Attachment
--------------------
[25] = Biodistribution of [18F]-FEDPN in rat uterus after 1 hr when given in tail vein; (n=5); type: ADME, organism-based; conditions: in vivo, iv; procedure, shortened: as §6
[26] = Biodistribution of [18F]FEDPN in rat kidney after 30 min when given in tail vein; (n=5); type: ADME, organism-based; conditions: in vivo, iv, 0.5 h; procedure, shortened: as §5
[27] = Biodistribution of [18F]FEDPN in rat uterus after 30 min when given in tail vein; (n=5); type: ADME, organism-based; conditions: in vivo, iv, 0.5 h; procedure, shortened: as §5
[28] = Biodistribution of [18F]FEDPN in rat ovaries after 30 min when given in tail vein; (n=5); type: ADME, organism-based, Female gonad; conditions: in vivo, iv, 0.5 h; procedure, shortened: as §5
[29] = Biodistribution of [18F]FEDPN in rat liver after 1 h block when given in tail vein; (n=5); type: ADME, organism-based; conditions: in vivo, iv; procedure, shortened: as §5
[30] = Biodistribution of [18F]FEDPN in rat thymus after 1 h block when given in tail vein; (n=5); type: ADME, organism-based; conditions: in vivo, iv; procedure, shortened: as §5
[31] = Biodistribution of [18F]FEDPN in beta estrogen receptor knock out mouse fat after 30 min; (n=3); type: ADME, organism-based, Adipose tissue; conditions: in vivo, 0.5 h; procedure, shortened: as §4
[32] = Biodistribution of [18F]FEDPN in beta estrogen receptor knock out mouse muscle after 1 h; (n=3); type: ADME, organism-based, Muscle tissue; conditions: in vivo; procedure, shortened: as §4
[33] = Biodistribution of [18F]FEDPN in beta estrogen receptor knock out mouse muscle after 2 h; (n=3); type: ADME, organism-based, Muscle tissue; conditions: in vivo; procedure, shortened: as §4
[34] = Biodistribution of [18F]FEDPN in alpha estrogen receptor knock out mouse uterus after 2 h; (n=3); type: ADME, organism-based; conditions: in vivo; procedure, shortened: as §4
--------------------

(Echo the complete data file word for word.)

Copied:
[25] = Biodistribution of [18F]-FEDPN in rat uterus after 1 hr when given in tail vein; (n=5); type: ADME, organism-based; conditions: in vivo, iv; procedure, shortened: as §6
[26] = Biodistribution of [18F]FEDPN in rat kidney after 30 min when given in tail vein; (n=5); type: ADME, organism-based; conditions: in vivo, iv, 0.5 h; procedure, shortened: as §5
[27] = Biodistribution of [18F]FEDPN in rat uterus after 30 min when given in tail vein; (n=5); type: ADME, organism-based; conditions: in vivo, iv, 0.5 h; procedure, shortened: as §5
[28] = Biodistribution of [18F]FEDPN in rat ovaries after 30 min when given in tail vein; (n=5); type: ADME, organism-based, Female gonad; conditions: in vivo, iv, 0.5 h; procedure, shortened: as §5
[29] = Biodistribution of [18F]FEDPN in rat liver after 1 h block when given in tail vein; (n=5); type: ADME, organism-based; conditions: in vivo, iv; procedure, shortened: as §5
[30] = Biodistribution of [18F]FEDPN in rat thymus after 1 h block when given in tail vein; (n=5); type: ADME, organism-based; conditions: in vivo, iv; procedure, shortened: as §5
[31] = Biodistribution of [18F]FEDPN in beta estrogen receptor knock out mouse fat after 30 min; (n=3); type: ADME, organism-based, Adipose tissue; conditions: in vivo, 0.5 h; procedure, shortened: as §4
[32] = Biodistribution of [18F]FEDPN in beta estrogen receptor knock out mouse muscle after 1 h; (n=3); type: ADME, organism-based, Muscle tissue; conditions: in vivo; procedure, shortened: as §4
[33] = Biodistribution of [18F]FEDPN in beta estrogen receptor knock out mouse muscle after 2 h; (n=3); type: ADME, organism-based, Muscle tissue; conditions: in vivo; procedure, shortened: as §4
[34] = Biodistribution of [18F]FEDPN in alpha estrogen receptor knock out mouse uterus after 2 h; (n=3); type: ADME, organism-based; conditions: in vivo; procedure, shortened: as §4